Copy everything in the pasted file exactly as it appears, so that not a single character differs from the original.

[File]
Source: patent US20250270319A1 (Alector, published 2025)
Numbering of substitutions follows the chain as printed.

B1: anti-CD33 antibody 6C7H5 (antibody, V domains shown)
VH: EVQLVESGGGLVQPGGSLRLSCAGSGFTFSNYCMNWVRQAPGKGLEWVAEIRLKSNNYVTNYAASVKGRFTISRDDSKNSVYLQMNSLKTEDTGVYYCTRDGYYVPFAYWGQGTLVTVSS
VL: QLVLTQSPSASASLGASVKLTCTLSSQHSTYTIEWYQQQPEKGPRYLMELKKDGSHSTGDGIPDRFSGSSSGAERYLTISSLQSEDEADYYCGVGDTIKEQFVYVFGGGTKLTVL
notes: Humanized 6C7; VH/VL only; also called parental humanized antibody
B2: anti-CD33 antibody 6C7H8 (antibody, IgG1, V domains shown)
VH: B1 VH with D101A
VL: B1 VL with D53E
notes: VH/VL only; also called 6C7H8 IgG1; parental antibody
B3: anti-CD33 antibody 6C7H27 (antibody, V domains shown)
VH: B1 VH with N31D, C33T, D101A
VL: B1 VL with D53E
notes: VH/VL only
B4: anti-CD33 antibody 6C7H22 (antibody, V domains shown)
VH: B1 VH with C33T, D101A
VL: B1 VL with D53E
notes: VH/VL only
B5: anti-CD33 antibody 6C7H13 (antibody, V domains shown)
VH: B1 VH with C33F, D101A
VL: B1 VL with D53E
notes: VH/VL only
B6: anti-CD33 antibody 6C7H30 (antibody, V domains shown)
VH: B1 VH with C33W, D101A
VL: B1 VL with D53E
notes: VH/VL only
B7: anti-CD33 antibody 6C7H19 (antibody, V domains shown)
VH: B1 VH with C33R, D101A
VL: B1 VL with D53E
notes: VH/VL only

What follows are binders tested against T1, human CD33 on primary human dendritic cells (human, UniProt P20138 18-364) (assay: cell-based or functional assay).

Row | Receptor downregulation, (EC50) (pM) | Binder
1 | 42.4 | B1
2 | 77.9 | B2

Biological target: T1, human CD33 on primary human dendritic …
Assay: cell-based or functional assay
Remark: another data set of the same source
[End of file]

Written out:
Source: patent US20250270319A1 (Alector, published 2025)
Numbering of substitutions follows the chain as printed.

B1: anti-CD33 antibody 6C7H5 (antibody, V domains shown)
VH: EVQLVESGGGLVQPGGSLRLSCAGSGFTFSNYCMNWVRQAPGKGLEWVAEIRLKSNNYVTNYAASVKGRFTISRDDSKNSVYLQMNSLKTEDTGVYYCTRDGYYVPFAYWGQGTLVTVSS
VL: QLVLTQSPSASASLGASVKLTCTLSSQHSTYTIEWYQQQPEKGPRYLMELKKDGSHSTGDGIPDRFSGSSSGAERYLTISSLQSEDEADYYCGVGDTIKEQFVYVFGGGTKLTVL
notes: Humanized 6C7; VH/VL only; also called parental humanized antibody
B2: anti-CD33 antibody 6C7H8 (antibody, IgG1, V domains shown)
VH: B1 VH with D101A
VL: B1 VL with D53E
notes: VH/VL only; also called 6C7H8 IgG1; parental antibody
B3: anti-CD33 antibody 6C7H27 (antibody, V domains shown)
VH: B1 VH with N31D, C33T, D101A
VL: B1 VL with D53E
notes: VH/VL only
B4: anti-CD33 antibody 6C7H22 (antibody, V domains shown)
VH: B1 VH with C33T, D101A
VL: B1 VL with D53E
notes: VH/VL only
B5: anti-CD33 antibody 6C7H13 (antibody, V domains shown)
VH: B1 VH with C33F, D101A
VL: B1 VL with D53E
notes: VH/VL only
B6: anti-CD33 antibody 6C7H30 (antibody, V domains shown)
VH: B1 VH with C33W, D101A
VL: B1 VL with D53E
notes: VH/VL only
B7: anti-CD33 antibody 6C7H19 (antibody, V domains shown)
VH: B1 VH with C33R, D101A
VL: B1 VL with D53E
notes: VH/VL only

What follows are binders tested against T1, human CD33 on primary human dendritic cells (human, UniProt P20138 18-364) (assay: cell-based or functional assay).

Row | Receptor downregulation, (EC50) (pM) | Binder
1 | 42.4 | B1
2 | 77.9 | B2

Biological target: T1, human CD33 on primary human dendritic …
Assay: cell-based or functional assay
Remark: another data set of the same source